Still, some are holding out hope that Apple cars will drive themselves down city roads in the near future. In April 2017, a report from CNBC explained how renowned Apple analyst Gene Munster believes the company is “almost certainly” trying to figure out how to make its own car. He cautioned that a partner may be needed to overcome the complexities of manufacturing, but Apple would do everything possible to integrate the vehicle’s hardware and software.
Apple’s self-driving car news
Shortly after Apple was given permission to test its self-driving cars, a Lexus RX450h sporting bulky autonomous car technology was spotted leaving Apple’s facility in California. Equipped with six LIDAR sensors, several radar units, and multiple cameras, the unbranded car drove along with a safety driver behind the wheel. Reports in March 2018 claim Apple has doubled down on its road testing by increasing the number of self-driving prototypes to 45.
Going to need more than 140 characters to go over 🍎's Project Titan. I call it "The Thing" pic.twitter.com/sLDJd7iYSa
— MacCallister Higgins (@macjshiggins) October 17, 2017
The company even embraced its renewed competition with Google by teaming up with rental car company Hertz in mid-2017, around the time Waymo (Alphabet’s self-driving branch) partnered with Avis. And in August 2017, a New York Times report described a self-driving shuttle that would taxi employees from Apple’s old campus to its new “spaceship” building. The project is reportedly called PAIL (Palo Alto to Infinite Loop) and will also use cars from third-party automakers.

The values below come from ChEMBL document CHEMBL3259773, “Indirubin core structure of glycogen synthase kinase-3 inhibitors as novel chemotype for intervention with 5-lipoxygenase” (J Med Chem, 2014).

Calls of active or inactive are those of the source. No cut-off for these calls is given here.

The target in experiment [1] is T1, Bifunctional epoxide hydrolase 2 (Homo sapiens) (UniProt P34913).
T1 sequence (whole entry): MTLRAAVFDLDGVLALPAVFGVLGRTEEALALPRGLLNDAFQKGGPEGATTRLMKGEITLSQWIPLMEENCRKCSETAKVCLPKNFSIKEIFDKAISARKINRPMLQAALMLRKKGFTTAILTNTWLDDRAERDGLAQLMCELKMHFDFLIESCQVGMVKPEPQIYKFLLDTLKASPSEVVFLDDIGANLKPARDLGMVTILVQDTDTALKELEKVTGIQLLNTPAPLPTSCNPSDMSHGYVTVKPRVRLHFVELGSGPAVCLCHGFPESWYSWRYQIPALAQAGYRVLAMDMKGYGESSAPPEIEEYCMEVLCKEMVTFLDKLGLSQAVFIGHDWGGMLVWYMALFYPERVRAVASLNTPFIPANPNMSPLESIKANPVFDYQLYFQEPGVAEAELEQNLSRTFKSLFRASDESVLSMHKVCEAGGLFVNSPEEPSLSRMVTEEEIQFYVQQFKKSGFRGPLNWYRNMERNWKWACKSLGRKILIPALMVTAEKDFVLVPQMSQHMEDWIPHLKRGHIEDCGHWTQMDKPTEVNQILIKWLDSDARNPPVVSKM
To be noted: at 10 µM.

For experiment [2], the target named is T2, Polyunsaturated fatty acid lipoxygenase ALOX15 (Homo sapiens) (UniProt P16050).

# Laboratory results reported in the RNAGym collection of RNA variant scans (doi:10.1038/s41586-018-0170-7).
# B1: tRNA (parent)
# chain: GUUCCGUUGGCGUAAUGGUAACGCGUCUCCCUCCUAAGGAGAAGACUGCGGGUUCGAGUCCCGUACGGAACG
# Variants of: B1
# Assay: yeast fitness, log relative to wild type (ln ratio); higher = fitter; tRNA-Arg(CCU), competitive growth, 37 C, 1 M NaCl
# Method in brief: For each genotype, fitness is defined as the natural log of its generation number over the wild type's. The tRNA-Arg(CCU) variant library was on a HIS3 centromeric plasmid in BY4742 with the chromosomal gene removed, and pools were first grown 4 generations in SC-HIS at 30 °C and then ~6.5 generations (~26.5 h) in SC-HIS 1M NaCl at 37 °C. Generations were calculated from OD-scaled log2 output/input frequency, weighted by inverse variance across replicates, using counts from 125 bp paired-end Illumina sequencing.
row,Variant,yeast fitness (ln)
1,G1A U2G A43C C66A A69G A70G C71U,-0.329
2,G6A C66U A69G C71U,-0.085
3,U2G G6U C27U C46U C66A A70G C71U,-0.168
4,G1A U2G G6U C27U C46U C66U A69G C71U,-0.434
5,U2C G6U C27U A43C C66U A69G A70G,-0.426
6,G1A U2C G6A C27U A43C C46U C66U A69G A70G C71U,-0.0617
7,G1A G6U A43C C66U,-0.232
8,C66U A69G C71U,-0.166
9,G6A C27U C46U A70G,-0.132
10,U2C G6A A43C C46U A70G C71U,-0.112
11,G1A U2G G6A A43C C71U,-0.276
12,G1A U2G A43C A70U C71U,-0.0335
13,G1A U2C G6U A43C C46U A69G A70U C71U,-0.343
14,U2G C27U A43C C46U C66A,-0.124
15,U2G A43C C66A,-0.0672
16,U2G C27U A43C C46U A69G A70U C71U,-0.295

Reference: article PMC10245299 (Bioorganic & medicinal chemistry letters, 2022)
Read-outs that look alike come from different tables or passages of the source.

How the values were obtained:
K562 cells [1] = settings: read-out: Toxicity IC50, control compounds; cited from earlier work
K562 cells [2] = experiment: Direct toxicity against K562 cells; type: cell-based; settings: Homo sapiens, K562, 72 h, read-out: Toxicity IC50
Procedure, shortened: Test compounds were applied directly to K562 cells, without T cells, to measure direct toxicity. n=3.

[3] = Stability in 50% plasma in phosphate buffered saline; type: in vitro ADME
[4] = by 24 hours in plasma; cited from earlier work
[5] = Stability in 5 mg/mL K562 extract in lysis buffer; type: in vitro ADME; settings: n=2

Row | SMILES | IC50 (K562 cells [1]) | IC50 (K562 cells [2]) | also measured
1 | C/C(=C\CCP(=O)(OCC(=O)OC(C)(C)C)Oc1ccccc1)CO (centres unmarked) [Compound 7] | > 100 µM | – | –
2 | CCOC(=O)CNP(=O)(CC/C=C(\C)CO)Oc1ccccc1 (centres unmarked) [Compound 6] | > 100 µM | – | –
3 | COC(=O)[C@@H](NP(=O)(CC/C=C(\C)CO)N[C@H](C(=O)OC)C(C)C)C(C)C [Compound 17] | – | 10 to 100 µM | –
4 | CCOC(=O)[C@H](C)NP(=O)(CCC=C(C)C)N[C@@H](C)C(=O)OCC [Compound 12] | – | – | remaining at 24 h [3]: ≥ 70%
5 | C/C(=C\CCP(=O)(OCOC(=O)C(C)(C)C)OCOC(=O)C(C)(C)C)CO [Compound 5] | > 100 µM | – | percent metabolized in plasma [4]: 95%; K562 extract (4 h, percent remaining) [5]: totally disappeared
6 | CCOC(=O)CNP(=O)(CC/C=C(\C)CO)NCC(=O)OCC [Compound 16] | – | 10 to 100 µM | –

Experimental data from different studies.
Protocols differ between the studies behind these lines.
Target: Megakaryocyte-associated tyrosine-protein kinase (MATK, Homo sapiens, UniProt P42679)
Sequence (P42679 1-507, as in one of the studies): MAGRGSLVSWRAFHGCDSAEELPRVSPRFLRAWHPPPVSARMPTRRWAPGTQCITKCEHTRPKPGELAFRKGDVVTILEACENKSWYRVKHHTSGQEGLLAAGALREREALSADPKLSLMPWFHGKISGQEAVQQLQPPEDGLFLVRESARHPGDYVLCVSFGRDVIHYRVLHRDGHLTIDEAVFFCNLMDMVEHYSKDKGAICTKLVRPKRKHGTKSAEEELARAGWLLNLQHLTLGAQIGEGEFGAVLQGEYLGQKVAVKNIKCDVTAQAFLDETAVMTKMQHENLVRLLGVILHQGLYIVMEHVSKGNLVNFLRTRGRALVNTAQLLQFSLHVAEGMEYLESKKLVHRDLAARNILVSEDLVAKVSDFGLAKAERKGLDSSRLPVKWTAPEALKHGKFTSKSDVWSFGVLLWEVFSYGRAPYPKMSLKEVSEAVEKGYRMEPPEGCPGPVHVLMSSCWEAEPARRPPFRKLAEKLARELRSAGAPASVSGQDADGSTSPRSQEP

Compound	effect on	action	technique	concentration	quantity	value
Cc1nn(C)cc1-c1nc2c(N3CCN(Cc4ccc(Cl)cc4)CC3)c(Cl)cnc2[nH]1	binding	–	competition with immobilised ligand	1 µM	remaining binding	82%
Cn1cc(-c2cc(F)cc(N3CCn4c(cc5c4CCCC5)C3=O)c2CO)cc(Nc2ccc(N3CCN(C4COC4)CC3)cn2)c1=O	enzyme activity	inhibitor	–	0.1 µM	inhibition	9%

There are still many important details we don’t know about the work Apple is doing to enable self-driving cars, like which automakers it will partners with, what level of autonomy it will operate on, and whether it has a public reveal planned.
Apple car rumors
A patent discovered by Apple Insider in April 2017 describes how Apple could blend augmented reality with self-driving car technology by showing drivers information about the road ahead, including objects that are out of their line-of-sight. The filing explains how “adaptive vehicle augmented reality display using stereographic imagery” could use a 3D-model of the world (think Google Maps) to display a simulated version of the real world on the vehicle’s windshield.
The technology could be used to give drivers a view of what is beyond the car’s sensors and cameras. It could also assist in navigating the vehicle under poor conditions, like when there’s heavy snow or fog. In the future, car-based AR could play media, like movies, TV shows, or video games. While the patent should be taken with a grain of salt (Apple files hundreds of patents every year), it shows the company is still brainstorming ways to improve its self-driving platform.
Apple self-driving car release date
When it was first reported that Apple would enter the electric self-driving car market, it planned on launching a vehicle by 2019. Since then, Apple’s strategies have drastically changed. That timeline is murky now that it’s building self-driving systems rather than actual vehicles. Along with whether the tech is reliable enough to improve safety, there are other factors that need to be considered, like government regulation, public acceptance, and cost.
I saw one of these a few weeks ago pull up to an Apple shuttle stop-sit there for a few then drove off. pic.twitter.com/gUudZY1TIA
— idiggapple (@idiggapple) October 18, 2017
The most optimistic analysts predict self-driving cars won’t be ready for the road, at least in any meaning way, until 2020. It will likely be another few decades before the majority of Americans replace their manual gas guzzlers with electric robot vehicles. It’s, therefore, a possibility one of the most secretive companies in the world keeps its mysterious concept under wraps for several more years.